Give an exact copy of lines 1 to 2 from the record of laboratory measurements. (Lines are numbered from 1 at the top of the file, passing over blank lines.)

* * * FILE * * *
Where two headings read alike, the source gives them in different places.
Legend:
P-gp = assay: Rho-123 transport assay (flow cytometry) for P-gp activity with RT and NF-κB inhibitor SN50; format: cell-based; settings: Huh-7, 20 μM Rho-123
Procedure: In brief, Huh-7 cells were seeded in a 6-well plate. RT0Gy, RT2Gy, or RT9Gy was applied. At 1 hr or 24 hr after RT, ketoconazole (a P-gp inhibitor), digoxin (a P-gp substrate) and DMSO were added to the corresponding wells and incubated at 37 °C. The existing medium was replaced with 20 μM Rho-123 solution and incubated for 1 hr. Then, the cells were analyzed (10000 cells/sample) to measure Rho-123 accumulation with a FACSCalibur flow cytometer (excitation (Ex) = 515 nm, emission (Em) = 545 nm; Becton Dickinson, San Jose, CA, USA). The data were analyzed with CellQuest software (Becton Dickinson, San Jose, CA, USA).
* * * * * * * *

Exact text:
Where two headings read alike, the source gives them in different places.
Legend: